Apple’s Latest Hardware Updates; “Downtown” Walmarts; Communications During Disasters; and More on Five For Wednesday

mac mini on desk with display and iphone

  1. Apple announced a bevy of newly updated hardware this week, including updates to their Mac Mini and MacBook Air computers and iPad Pro tablet. Apple is embracing augmented reality, touting their iPad Pro as the best AR device on the market. The coolest announcement, however, was that they’ve redesigned the Apple Pencil to make it far less awkward – instead of having to charge from the iPad’s lightning port, it now charges wirelessly when it snaps magnetically to the iPad itself. The MacBook Air and iPad Pro feature Apple’s push to standardizing USB-C, but the Mac Mini will still come with USB-A, Thunderbolt, and HDMI ports.
  2. Instead of heading to your city’s downtown, what if you headed to Walmart? The retail giant wants their parking lots to be your next shopping destination. Each Walmart Town Center would resemble an open air mall, and feature stand alone shops from Shake Shack, Chipotle, Orangetherapy Fitness, and others. This model would reflect the chain’s recent messaging about being a “one-stop shop” for consumers while still proving there’s plenty of innovation in retail still to come.
  3. IBM recently launched their first Call for Code contest, asking developers to build some disaster relief technology. The winning tech, called Project Owl, uses low-frequency Wi-Fi to allow for communications in a disaster. Project Owl is a network of LoRa (long range data communications) and Wi-Fi routers that work similarly to the pop-up windows you see when connecting to hotspots at places like Starbucks; but instead of asking you to agree to ToS, the popup window allows you to communicate with first responders.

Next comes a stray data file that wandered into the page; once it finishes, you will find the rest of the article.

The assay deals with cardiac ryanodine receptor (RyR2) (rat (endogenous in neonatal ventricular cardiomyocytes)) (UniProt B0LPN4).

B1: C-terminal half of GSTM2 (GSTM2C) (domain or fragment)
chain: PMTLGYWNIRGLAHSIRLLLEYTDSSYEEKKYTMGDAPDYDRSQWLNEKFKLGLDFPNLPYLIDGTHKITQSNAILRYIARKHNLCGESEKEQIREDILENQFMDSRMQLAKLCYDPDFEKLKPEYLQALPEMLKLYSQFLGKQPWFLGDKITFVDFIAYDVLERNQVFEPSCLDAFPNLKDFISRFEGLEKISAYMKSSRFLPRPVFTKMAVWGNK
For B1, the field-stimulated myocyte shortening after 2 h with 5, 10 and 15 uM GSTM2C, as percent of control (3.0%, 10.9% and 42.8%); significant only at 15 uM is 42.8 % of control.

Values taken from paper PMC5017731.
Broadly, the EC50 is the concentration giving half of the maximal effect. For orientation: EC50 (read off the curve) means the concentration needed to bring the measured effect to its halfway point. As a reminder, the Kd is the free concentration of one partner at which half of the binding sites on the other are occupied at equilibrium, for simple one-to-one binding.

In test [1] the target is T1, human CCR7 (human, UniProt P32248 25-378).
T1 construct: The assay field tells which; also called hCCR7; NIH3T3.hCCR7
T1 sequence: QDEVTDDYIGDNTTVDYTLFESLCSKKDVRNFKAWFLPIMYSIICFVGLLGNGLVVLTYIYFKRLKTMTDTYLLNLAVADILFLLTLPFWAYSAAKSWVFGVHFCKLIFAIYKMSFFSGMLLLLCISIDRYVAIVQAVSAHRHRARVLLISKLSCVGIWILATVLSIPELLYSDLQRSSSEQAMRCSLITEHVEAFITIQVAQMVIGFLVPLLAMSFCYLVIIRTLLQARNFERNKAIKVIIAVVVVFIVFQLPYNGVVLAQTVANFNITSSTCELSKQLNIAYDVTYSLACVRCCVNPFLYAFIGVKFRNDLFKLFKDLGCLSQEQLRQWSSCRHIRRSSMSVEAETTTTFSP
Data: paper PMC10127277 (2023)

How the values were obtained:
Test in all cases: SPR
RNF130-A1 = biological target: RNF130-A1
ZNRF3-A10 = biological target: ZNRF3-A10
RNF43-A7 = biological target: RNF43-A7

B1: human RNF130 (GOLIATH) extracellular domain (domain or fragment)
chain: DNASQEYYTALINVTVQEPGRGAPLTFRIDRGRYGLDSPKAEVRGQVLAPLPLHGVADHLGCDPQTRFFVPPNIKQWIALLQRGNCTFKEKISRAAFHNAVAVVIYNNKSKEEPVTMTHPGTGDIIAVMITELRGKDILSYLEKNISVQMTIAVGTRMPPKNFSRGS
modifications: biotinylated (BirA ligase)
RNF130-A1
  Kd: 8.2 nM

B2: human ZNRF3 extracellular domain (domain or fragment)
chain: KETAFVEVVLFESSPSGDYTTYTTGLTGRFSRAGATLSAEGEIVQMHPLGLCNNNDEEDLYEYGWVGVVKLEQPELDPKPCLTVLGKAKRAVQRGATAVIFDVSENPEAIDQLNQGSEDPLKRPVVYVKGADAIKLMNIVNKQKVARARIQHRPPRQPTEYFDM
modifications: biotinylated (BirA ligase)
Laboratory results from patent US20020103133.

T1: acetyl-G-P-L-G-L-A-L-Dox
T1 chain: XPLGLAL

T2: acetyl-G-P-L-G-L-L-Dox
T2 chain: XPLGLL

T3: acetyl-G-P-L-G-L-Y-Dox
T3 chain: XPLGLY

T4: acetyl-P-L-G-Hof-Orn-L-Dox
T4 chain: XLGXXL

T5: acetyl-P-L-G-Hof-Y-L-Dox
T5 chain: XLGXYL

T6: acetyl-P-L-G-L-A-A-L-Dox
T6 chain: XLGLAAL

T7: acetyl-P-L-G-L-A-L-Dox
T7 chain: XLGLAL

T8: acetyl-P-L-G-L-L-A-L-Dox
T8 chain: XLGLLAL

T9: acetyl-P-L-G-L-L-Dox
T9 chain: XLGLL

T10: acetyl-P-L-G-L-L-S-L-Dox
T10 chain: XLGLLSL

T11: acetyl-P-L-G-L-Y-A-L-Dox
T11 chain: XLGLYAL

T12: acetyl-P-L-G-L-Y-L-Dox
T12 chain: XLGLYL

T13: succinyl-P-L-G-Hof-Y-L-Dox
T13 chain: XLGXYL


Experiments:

4. iBeacon technology never really took off; VentureBeat took a look at the reasons why. Don’t rule out the technology yet, but don’t expect more retailers to be using beacons in their establishments anytime soon.
  5. The Wall Street Journal takes a look at how autonomous vehicles will shape how we design not only cars, but also roads – and even cities. We’ve been thinking about this topic for a while, and if you’re headed out to NAR Annual, you can check out the Emerging Business & Technology Forum, which takes a look at real estate and the future of mobility. Hear about not only driverless cars, but bike shares, ride-on-demand services, mobile offices, and more from a panel of experts in Boston on Saturday, 11/3, from 1:30-3:00P local time. Heads up – the WSJ article is behind a paywall, but if you subscribe, it’s definitely worth a read!

CES 2017 Round Up – Part 1: Watching the Smart Home Evolve

A flight home from CES 2017, credit reddit user fantomknight1

Very much like last year, the halls of CES 2017 were packed to the brim with smart home technology. Now although there were a few new products, the majority of vendors mainly showed off upgraded versions of their lights, lock, security cameras, switches and other smart home hardware. It seems the major smart home announcements at CES 2017 were about new integrations between existing products. This trend is a big win for the industry and consumers who are currently dealing with a fragmented user experience.

Alexa